The final texts of the proposed new Trade Mark Directive and Community Trade Mark Regulation have been published by the Council of the European Union, marking the first significant change to the harmonised trade mark regime introduced over 20 years ago.
The new regime seeks to improve trade mark law and practice across member states through:
- Increased harmonisation of rules;
- Introducing measures to protect brand owners rights relating to counterfeit goods in transit;
- Modernized provisions to facilitate registration of new types of trade marks;
- Increased co-operation between the Office for Harmonisation in the the Internal Market (the “OHIM”) and national trade mark offices; and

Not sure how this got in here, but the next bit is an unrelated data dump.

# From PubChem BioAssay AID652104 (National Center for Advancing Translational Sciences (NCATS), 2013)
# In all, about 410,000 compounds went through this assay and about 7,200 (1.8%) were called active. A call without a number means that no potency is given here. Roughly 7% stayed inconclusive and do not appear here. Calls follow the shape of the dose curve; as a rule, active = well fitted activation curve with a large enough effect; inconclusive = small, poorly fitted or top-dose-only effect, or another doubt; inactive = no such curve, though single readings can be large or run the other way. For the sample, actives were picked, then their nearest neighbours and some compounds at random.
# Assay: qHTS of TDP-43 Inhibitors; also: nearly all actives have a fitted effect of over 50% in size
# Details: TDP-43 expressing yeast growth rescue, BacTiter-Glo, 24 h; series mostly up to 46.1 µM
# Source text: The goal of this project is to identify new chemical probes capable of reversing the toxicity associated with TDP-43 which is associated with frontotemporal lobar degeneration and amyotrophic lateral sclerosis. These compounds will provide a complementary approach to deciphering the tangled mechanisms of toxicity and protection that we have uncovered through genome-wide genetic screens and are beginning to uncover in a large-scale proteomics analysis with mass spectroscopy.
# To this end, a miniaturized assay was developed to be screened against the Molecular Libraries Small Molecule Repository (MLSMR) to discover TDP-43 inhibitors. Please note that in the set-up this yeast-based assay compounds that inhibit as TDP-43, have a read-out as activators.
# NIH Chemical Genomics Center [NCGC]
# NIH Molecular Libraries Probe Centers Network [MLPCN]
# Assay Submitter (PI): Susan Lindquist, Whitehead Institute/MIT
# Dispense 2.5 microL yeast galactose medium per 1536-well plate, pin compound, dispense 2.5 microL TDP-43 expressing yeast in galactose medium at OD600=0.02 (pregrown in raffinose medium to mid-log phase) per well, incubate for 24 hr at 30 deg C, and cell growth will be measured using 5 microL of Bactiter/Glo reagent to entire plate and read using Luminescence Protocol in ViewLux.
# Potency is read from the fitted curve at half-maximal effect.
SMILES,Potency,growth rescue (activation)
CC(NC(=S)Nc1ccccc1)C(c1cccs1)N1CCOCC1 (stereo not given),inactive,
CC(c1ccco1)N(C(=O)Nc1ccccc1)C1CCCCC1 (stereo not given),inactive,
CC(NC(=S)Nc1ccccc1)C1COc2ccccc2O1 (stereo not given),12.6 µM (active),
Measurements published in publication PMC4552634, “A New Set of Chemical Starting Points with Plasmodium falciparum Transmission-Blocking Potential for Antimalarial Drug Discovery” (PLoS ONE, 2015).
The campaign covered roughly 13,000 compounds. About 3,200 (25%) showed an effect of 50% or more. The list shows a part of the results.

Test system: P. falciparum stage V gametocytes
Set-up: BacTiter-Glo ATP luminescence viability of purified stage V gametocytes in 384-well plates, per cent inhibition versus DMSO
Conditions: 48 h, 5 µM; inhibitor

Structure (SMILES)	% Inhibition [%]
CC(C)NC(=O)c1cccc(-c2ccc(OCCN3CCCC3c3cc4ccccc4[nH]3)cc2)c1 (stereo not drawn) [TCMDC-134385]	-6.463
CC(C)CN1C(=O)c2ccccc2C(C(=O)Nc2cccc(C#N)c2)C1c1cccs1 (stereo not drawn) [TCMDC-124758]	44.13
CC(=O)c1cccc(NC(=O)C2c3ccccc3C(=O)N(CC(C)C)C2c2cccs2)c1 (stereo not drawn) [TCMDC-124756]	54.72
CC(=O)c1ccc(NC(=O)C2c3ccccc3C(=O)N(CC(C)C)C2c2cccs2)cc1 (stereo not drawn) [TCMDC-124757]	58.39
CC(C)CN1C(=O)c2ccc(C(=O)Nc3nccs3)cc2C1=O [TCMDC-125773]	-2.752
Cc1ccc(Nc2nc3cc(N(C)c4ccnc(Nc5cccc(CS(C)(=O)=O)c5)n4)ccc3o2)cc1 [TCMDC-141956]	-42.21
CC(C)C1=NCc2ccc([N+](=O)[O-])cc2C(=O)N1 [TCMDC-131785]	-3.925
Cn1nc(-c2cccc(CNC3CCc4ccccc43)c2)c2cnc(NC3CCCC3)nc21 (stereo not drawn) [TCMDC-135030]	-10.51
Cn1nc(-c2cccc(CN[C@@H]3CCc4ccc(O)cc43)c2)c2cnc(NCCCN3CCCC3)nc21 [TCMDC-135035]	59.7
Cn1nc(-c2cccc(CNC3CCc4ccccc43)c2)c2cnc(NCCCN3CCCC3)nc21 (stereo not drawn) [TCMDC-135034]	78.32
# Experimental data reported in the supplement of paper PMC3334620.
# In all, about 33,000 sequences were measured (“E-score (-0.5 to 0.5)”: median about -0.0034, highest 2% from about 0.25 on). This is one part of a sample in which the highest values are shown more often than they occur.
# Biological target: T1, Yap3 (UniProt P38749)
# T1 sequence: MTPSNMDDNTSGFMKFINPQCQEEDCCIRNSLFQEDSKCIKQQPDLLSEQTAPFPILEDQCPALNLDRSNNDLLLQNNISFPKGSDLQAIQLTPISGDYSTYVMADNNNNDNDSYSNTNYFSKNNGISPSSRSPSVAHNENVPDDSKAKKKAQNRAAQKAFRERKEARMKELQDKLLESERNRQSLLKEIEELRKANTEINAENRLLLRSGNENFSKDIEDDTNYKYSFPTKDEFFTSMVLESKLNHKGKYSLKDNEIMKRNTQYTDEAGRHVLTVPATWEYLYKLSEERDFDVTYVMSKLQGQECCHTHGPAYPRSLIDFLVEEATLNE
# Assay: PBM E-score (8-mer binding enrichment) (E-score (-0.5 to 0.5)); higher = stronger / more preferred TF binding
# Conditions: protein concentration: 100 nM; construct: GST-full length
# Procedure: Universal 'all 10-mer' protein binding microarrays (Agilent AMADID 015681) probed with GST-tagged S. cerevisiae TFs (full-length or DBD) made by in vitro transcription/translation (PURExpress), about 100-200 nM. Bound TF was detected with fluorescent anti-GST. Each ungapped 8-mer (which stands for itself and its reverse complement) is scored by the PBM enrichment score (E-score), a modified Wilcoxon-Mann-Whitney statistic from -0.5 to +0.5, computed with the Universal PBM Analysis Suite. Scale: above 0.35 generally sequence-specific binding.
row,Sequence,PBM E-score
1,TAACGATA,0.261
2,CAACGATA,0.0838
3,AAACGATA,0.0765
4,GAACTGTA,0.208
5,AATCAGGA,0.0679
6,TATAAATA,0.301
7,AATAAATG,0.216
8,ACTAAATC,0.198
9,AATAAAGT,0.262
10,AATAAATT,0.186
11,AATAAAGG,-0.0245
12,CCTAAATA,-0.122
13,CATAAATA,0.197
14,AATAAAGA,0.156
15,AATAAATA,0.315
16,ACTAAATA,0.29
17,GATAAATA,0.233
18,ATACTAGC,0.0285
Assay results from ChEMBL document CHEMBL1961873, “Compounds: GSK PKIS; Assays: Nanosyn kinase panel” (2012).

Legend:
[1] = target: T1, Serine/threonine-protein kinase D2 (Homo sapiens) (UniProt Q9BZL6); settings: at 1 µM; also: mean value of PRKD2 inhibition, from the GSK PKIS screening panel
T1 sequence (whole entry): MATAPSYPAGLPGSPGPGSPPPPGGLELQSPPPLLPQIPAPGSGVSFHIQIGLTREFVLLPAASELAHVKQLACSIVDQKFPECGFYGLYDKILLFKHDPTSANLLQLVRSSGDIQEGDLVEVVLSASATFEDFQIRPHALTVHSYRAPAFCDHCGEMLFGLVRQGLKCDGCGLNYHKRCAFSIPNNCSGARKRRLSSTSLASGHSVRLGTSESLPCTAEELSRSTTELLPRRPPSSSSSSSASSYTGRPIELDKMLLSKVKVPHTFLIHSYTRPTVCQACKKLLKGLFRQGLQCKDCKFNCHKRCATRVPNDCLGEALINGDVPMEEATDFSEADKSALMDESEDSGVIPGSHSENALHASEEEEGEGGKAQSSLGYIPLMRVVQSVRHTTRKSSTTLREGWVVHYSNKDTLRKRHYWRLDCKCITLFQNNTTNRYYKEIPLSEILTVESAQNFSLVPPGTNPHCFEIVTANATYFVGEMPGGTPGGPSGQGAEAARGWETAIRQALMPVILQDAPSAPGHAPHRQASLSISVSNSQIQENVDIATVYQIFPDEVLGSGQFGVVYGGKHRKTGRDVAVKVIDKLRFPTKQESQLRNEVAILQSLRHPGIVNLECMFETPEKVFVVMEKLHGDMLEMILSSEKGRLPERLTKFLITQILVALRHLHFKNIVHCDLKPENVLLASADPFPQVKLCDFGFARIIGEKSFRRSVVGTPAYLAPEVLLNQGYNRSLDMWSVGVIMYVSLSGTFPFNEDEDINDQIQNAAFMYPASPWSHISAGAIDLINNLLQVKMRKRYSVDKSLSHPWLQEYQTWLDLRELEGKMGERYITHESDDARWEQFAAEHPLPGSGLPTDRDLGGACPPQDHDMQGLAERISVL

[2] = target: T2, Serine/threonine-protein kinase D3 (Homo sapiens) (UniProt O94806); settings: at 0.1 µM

- Changes to the governance and finances of the OHIM.
While the cost of trade mark registration will be reduced under the new regime, additional class fees will be introduced for applications and renewals in order to discourage trade marks owners from filing and maintaining overly broad trade mark specifications. The OHIM will also be renamed as the “European Union Intellectual Property Office”.
It is expected that the current draft Regulation will come into force in the second quarter of 2016. Once the draft Directive is formally adopted, member states will have three years in which to transpose its provisions into national law.
The proposed regime will improve trade mark protections for all companies regardless of their size, market or geographical presence. For this reason, the package is expected to increase incentives for innovation by enhancing legal certainty and predictability, limiting the risks of litigation and providing a level playing field for all European businesses.